With manufacturers working on electric vehicles, an electric Honda motorbike seems to be a strong possibility, competing with the usual rivals, Kawasaki, Suzuki and Yamaha. There’s something that the four manufacturers aren’t competing on, however, as they’ve released a short statement, co-signed by each company, that they’ll be working together in order to standardize replaceable battery tech for electric bikes.
Personal mobility is embracing renewability and sustainability, moving past fossil fuels. Several countries across the world, including some of the bigger European countries, have either announced, or are looking into banning the sales of new internal combustion-powered vehicles at some time within the next decade.
Currently, technology in electric bikes means that the current range per charge is lacking, even for the more expensive options, which would lead to any electric Honda motorbike costing far more in upkeep than its gasoline-powered cousins.
There’s also the matter of charging networks, the infrastructure needed to support electric transportation. Certain countries have the infrastructure to properly support electric vehicles, some don’t.
All of these factors mean that owning an electric motorcycle isn’t as convenient or practical as the petrol-engine vehicles that they’re going to replace.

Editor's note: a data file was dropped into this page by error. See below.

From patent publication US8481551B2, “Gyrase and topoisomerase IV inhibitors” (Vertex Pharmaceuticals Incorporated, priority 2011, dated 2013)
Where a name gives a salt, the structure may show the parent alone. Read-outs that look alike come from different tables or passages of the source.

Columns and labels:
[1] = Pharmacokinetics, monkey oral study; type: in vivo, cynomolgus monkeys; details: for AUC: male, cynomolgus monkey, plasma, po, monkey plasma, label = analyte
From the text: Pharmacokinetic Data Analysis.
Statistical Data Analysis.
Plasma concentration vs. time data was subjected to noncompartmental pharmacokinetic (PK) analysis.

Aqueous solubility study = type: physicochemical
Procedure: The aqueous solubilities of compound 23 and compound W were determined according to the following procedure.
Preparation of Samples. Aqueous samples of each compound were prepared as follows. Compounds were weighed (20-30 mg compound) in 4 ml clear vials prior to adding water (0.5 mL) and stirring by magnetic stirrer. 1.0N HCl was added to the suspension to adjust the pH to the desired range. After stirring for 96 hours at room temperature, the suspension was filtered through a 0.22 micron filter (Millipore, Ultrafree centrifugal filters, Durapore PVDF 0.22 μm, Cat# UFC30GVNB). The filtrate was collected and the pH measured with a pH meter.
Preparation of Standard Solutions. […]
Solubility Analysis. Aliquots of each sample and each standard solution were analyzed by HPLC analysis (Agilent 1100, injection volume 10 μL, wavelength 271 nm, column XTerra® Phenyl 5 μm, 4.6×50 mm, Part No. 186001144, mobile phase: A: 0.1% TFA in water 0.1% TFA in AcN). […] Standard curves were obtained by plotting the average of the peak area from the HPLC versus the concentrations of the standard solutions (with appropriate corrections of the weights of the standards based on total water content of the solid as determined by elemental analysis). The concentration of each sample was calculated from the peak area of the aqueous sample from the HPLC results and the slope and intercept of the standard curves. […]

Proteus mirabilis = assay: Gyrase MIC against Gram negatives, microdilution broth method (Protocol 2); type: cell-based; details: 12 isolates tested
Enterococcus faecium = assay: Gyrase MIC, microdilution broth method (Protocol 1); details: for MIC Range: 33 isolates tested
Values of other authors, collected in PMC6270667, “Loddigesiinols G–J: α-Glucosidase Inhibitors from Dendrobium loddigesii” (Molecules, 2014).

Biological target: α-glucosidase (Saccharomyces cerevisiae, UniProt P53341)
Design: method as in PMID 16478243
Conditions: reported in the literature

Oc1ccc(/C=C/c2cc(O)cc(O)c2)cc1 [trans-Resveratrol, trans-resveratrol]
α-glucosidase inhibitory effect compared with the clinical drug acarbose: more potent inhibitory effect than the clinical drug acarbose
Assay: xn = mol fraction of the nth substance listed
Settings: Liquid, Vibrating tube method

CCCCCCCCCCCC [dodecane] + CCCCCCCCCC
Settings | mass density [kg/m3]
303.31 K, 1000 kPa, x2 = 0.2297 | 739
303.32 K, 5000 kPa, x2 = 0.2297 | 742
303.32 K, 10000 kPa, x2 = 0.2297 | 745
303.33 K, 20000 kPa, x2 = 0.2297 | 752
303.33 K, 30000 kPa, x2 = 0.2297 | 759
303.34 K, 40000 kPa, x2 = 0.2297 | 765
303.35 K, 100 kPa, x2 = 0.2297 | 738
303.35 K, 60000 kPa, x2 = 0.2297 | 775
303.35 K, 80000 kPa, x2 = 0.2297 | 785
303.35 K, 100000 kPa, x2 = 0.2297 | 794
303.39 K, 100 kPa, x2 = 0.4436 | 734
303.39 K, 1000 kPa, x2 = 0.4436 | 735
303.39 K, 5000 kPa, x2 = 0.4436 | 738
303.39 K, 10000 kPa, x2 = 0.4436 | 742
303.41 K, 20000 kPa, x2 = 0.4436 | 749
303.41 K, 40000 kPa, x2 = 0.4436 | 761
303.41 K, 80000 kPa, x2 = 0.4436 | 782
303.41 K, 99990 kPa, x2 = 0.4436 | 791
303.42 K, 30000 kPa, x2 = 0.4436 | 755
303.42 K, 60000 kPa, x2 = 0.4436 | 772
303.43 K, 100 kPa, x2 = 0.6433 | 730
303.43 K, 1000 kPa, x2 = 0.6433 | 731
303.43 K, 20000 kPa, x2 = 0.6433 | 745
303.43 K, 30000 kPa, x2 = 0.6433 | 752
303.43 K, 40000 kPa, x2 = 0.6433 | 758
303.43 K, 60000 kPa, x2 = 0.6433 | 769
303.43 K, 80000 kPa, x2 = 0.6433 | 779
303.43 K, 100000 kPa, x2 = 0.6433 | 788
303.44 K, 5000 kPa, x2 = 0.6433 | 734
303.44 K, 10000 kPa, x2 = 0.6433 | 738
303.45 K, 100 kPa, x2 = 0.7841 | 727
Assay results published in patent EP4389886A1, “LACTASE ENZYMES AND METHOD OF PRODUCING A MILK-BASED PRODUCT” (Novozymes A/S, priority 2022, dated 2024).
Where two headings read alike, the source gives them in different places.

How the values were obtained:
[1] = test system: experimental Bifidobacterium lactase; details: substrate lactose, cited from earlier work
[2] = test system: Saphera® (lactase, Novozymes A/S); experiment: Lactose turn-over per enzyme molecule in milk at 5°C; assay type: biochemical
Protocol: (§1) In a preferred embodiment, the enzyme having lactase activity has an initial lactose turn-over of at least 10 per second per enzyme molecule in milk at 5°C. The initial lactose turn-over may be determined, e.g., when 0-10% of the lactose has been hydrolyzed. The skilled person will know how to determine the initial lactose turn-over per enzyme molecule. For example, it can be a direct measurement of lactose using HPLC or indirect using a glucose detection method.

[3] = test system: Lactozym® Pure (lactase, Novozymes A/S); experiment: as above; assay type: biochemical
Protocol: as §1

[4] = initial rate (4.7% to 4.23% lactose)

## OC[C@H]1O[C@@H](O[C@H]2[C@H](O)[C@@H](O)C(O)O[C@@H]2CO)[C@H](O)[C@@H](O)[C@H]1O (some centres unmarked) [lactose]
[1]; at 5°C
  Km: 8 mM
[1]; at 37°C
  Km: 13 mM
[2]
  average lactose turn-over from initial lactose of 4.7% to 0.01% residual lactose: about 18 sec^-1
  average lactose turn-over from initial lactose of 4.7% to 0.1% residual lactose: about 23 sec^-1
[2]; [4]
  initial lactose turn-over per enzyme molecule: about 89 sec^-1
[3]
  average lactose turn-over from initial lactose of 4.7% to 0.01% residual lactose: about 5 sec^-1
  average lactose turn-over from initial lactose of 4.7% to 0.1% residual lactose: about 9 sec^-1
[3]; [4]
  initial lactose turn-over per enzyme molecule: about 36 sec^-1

One common suggestion that’s been floating around is the creation of charging points where people can just leave their drained battery for a freshly-charged one, which is faster than the standard fill-up for a conventional ending. The issue, however, regards the architecture for chargers and batteries; whether companies would use a single standard or would there be several incompatible variations.
The statement, however, makes it clear that Japan’s big four, its largest factories, are working on creating a standardized base for replaceable batteries and charging stations. Four of the biggest motorcycle manufacturers working in collaboration with each other is a major push for standardization.
Japanese press reports say that the deal between the four will be initially focused on small commuter electric models, about 125cc in power. This is also the first attempt to make a workgroup on the matter, outside that of the Japan Automobile Manufacturers Association.
Finally, this announcement is a clear sign that the Japanese manufacturers intend to create their own, mass-produced electric two-wheelers.